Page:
At each baptism, we light a candle and hand it to the baptized or the baptized’s parents and repeat part of Jesus’ words to his followers. “Let your light so shine before others that they may see your good works and give glory to your Father in heaven.”  It is a fitting way remind us all that those who have been claimed by Christ are to lead their lives in a way that reflects the grace of God’s kingdom.  That is, the word about Jesus’ death and resurrection has been spoken to us; we cling to that in faith and then show that in our words and actions.  It is a powerful message to convey at the beginning of a Christian’s baptismal journey.  But what has always struck me about this passage about salt and light is that it was originally addressed to a community, an assembly, not to an individual, which is how we often take it.  “You yourselves are the salt of the earth,” is closer to what Jesus said.  If he were from certain parts of Virginia, he might have said, "'Y’all' are the light of the world."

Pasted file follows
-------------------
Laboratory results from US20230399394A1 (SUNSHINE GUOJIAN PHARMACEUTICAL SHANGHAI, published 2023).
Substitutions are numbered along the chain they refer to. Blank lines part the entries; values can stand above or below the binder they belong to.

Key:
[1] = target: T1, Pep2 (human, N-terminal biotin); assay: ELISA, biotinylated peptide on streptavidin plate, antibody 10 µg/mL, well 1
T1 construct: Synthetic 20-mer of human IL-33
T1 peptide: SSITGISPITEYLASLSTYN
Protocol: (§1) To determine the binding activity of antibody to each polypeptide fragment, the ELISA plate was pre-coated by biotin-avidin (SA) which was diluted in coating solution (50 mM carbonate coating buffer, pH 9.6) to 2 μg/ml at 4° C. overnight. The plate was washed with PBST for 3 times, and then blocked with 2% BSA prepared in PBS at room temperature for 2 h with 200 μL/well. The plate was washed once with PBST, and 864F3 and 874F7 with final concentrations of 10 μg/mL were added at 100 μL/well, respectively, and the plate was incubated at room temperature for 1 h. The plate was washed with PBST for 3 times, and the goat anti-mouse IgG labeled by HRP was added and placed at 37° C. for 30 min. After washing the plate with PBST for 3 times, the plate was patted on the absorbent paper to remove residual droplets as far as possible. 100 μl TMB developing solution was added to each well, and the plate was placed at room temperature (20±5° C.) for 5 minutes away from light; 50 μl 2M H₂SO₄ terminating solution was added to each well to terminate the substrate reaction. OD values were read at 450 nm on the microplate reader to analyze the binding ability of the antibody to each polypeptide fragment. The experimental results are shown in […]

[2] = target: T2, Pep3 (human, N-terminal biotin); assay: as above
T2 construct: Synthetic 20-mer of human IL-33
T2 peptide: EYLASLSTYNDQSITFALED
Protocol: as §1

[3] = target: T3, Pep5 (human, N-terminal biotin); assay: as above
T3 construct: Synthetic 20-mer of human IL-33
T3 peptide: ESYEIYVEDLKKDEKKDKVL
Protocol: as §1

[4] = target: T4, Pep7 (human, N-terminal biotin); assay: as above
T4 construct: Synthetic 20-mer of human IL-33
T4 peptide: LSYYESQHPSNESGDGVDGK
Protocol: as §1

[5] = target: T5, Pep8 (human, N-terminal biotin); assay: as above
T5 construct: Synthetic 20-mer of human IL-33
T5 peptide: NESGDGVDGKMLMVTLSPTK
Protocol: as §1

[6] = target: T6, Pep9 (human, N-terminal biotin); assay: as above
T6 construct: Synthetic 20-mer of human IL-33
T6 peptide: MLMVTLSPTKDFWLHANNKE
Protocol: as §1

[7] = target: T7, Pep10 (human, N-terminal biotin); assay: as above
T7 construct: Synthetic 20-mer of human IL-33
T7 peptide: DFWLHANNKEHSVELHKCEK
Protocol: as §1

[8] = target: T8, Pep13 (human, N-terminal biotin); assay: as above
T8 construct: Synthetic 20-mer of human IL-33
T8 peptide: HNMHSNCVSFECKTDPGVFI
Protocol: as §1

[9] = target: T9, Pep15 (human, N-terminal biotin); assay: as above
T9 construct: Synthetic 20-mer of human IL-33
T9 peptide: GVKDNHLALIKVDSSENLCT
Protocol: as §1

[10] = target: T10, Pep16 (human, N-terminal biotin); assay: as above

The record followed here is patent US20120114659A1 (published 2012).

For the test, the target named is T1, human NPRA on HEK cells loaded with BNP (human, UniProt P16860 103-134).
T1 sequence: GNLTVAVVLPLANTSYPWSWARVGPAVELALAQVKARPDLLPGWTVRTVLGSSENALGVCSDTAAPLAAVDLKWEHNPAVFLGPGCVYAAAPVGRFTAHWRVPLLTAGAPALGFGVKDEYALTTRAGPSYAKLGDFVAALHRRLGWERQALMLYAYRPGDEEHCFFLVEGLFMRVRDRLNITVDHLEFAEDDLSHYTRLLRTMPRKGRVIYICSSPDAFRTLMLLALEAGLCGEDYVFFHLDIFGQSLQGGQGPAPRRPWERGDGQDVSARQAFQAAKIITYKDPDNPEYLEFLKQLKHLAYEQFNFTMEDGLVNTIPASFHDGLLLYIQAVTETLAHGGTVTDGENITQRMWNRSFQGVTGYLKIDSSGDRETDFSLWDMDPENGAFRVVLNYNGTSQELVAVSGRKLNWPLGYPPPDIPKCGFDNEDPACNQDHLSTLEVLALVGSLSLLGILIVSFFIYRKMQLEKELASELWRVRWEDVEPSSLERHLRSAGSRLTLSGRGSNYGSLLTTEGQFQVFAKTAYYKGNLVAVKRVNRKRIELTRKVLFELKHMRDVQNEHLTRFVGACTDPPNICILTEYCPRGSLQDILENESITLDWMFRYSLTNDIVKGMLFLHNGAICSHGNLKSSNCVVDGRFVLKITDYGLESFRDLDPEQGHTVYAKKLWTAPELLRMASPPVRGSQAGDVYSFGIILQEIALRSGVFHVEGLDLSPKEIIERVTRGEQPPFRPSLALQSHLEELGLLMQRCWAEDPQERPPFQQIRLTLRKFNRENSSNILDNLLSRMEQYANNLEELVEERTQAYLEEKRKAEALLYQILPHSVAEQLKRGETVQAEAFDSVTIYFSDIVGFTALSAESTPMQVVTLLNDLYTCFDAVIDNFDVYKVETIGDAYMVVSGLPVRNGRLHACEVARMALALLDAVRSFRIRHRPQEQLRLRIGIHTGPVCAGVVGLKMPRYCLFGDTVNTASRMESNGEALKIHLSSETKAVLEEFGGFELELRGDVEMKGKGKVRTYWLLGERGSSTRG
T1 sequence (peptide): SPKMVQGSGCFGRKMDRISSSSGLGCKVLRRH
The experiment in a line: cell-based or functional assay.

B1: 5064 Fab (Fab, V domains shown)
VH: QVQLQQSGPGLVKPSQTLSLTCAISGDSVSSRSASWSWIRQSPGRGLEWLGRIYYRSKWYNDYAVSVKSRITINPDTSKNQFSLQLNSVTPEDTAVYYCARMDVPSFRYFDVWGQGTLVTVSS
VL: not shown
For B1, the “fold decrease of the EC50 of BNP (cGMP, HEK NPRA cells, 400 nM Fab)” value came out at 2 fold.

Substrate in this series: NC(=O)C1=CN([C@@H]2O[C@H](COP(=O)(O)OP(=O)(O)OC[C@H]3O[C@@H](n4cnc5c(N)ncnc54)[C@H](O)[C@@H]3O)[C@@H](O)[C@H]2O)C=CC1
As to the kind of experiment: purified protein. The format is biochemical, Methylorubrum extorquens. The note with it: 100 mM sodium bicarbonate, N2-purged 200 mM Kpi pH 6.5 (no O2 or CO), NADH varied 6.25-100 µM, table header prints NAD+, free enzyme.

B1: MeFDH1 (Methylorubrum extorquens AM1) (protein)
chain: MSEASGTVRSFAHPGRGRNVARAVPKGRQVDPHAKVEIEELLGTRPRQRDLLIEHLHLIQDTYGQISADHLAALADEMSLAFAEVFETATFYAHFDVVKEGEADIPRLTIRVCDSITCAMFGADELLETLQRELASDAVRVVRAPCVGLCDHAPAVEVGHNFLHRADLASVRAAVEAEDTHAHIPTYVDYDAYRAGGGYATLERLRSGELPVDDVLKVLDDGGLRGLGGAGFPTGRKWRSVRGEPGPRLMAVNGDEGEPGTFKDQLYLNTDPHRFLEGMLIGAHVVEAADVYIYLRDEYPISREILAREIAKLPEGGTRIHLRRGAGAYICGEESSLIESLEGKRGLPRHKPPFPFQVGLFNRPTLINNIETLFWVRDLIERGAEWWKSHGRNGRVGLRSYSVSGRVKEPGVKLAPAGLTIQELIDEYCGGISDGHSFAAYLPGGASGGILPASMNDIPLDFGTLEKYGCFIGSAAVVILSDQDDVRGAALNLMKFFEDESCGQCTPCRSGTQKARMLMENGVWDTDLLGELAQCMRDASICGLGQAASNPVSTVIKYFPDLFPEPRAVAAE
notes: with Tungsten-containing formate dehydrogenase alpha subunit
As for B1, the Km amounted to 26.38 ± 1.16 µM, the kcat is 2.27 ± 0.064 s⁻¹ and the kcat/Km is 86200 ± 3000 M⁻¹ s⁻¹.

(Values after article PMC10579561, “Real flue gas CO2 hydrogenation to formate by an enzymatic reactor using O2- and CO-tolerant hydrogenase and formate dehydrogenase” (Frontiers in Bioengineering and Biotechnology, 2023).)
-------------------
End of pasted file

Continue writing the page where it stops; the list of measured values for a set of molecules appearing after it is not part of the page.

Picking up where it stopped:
At this point, Jesus has just finished talking about those whom the world typically throws under the bus: the poor in spirit, the meek, those who practice mercy, those who hunger and thirst for righteousness, of all things—and he has said, surprisingly, that, in God’s kingdom, those are the ones who are blessed.  Those who are pure in heart, those who practice peace, who are taunted and mocked and thrown in jail for the sake of God’s cause—those are the ones who most embody the righteousness God always had in mind for God’s people.  This was the essence of the entirety of God’s law and the words of the prophets.  What could not be accomplished by the countless efforts of Israel through the years was now going to be fulfilled by Jesus of Nazareth and bestowed on this ramshackle group who follows him.  It is those people, gathered around him on that mountain that day, gathered in the various catacombs and underground worship places for fear of persecution, who hear, “You—you guys, y’all—you are going to embody these peculiar blessings of the kingdom—and that makes you, ramshackle following that you are, the light of the world.”